Monthly Archives: April 2012

5101 SRAM chip blues

I made a new 5101 SRAM board, and we tried it in Flash last week.  When I made the board, I remembered some of the people on the pinball boards saying that the second chip enable was not needed.  Ooops, should have take the time to download the schematic.  Looking at the schematic, it immediately became obvious that I did need the active high chip enable.  Very disappointing, and it did mean that we wouldn’t be able to get past this issue on 4/17/2012.  I went back to the drawing board and came up with a way to create the extra chip enable using a FET.  Of course, in that time, I was also looking around Mouser and found an Alliance memory chip that had both of the chip enables  (AS6C6264A).  It goes for about $1.54 in quantities 1.  That meant making another board, and spending the time to drill it out, and solder the new connectors.  Jumped back on the internet and ended up running into  They had actual 5101 RAM chips for $4.50 which is about the same price as the parts that I needed to make my RAM replacement.  When it would have been $20 for the chip, it made sense to update the design, but now, doesn’t seem to make much sense.  Now the only thing that makes my design better is that it takes less current to hold the memory.  Not a good enough reason, so I’ve just given up on this sub-project.  The RAM chips should come in this week and we should be able to test them next Tuesday.  Hopefully that will give us enough time to find any more problems before going down to Allentown for the pinball show at the beginning of May.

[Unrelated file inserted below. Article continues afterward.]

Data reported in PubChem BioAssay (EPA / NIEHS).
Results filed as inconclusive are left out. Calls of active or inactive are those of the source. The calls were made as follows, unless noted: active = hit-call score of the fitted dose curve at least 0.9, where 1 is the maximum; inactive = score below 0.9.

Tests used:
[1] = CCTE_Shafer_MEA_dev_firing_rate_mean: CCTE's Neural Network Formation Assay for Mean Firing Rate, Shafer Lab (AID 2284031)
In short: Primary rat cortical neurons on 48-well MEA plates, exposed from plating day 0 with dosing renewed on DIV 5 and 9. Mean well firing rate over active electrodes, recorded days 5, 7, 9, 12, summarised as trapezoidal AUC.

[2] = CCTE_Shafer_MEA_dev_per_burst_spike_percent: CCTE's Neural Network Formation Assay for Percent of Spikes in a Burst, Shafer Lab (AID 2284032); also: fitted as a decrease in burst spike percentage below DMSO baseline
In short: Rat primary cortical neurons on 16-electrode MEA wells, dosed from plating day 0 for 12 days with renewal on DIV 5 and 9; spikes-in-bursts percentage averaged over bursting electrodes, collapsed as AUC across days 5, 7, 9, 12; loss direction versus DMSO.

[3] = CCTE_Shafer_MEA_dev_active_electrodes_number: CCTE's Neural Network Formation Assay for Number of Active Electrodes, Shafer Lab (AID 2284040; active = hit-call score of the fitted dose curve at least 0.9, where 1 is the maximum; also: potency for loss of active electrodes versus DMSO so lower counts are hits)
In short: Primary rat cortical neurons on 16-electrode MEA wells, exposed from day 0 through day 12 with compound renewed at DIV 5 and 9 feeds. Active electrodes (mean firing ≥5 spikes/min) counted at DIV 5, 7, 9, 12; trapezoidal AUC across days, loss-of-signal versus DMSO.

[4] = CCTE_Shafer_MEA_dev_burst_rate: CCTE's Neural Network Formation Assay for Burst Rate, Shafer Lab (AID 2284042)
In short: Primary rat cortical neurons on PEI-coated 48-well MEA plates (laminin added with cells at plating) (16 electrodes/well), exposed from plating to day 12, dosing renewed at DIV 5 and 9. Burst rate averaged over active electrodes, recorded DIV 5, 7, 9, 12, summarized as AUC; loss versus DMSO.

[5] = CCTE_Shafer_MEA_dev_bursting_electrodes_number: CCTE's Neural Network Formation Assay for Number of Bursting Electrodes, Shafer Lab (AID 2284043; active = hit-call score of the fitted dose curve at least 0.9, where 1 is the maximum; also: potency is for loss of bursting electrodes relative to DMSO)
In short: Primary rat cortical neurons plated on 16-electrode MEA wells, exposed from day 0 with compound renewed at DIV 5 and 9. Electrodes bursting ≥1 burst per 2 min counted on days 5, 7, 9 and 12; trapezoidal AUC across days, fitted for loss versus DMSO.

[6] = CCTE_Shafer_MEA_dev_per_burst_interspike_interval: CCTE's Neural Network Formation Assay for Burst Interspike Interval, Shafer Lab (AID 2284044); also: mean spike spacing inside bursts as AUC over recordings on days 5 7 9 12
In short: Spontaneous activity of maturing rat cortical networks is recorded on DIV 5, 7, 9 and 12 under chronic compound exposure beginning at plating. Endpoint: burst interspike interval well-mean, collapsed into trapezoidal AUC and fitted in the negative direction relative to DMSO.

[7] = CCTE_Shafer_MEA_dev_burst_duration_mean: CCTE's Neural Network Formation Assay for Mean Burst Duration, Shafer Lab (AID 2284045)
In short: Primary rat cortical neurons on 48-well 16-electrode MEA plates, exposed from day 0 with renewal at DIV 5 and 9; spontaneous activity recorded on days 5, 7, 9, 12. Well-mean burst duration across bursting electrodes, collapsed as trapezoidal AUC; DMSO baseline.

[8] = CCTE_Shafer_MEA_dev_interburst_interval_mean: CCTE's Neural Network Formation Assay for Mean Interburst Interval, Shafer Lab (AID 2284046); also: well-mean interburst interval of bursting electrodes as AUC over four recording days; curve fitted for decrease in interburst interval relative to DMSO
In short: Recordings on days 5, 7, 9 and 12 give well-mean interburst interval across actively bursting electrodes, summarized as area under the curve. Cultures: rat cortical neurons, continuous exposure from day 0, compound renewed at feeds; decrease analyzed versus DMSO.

First rev of the boards for the open pinball project is getting pretty close.  More on that when I finish them, and figure out how to put the schematics up on the web.


The Restoration Page

The open pinball project also needs to deal with old machines many times.  I ended up buying three machines last year, (well maybe four or five depending on how you count them), and set about restoring them.  Best way to understand the things that are necessary in a pinball machine is to try and work on a couple of old machines that just don’t work at all.

The original machine was Williams Olympic Hockey.  This is an old EM machine with a nice backglass animation.  Got the machine for a fair price, and it was a good introduction to pinballs.  Within a month or two, I had the machine up and running about 95%.  It was very playable, so I just stopped working on it, and started doing other things.  I still want to get back to it and fix it up fully.  I understand so much more about pinball machines that I could do a much better job on it.  The basic fixes involved readjusting switches, and reversing many of the “enhancements” that a previous owner had done to try and get it to work.

The next machine was a Tropic Fun EM machine.  The playfield was trashed.  This machine should have gone to the great pinball arcade in the sky, but we decided that I wanted to learn how to restore playfields.  We learned a lot on this machine and it is currently being clear coated.   In the next month or two we should be putting this puppy back together.